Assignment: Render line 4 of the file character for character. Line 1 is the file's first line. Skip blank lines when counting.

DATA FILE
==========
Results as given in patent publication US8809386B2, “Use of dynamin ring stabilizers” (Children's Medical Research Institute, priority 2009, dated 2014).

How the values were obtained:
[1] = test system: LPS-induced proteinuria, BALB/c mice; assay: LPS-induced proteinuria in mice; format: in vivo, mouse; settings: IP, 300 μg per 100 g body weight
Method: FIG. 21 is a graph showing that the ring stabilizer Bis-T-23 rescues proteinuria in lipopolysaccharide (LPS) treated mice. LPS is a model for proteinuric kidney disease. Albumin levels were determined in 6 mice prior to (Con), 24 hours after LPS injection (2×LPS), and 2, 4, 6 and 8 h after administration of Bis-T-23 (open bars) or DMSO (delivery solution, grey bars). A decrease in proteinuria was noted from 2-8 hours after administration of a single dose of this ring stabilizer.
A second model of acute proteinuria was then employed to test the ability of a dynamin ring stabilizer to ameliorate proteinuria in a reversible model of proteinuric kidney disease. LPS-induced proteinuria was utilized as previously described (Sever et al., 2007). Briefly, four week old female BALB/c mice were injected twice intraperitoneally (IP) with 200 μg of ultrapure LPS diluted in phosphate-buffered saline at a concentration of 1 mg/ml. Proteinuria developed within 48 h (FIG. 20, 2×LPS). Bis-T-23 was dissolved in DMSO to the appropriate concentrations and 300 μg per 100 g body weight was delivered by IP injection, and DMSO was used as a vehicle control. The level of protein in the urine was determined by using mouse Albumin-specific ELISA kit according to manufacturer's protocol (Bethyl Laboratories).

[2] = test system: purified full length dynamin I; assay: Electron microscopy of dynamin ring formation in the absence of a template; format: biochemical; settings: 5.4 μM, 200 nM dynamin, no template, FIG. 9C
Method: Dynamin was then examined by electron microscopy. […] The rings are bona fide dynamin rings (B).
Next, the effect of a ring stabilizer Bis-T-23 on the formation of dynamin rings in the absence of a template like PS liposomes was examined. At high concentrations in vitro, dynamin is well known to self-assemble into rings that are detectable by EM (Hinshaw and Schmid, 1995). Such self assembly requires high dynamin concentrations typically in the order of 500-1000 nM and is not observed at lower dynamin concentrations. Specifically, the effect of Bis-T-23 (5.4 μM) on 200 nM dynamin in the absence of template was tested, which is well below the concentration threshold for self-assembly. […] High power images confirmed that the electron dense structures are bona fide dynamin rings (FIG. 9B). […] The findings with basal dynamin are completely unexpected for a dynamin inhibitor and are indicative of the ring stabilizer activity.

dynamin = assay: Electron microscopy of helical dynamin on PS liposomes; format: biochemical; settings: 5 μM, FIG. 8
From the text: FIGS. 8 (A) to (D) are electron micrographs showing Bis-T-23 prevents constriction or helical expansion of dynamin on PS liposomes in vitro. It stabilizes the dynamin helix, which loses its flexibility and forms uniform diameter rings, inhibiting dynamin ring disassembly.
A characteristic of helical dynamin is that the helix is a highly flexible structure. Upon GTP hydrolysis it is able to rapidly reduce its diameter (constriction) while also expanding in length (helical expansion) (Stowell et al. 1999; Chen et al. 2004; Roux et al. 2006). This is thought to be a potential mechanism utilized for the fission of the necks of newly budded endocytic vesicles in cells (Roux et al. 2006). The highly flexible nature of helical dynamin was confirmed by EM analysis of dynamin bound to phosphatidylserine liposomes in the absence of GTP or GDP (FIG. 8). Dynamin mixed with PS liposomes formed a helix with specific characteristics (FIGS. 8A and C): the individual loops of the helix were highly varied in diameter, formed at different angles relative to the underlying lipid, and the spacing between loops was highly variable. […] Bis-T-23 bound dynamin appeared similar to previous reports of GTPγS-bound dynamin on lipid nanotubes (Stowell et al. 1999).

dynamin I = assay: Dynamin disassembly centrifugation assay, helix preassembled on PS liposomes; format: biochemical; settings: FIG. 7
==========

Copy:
Method: FIG. 21 is a graph showing that the ring stabilizer Bis-T-23 rescues proteinuria in lipopolysaccharide (LPS) treated mice. LPS is a model for proteinuric kidney disease. Albumin levels were determined in 6 mice prior to (Con), 24 hours after LPS injection (2×LPS), and 2, 4, 6 and 8 h after administration of Bis-T-23 (open bars) or DMSO (delivery solution, grey bars). A decrease in proteinuria was noted from 2-8 hours after administration of a single dose of this ring stabilizer.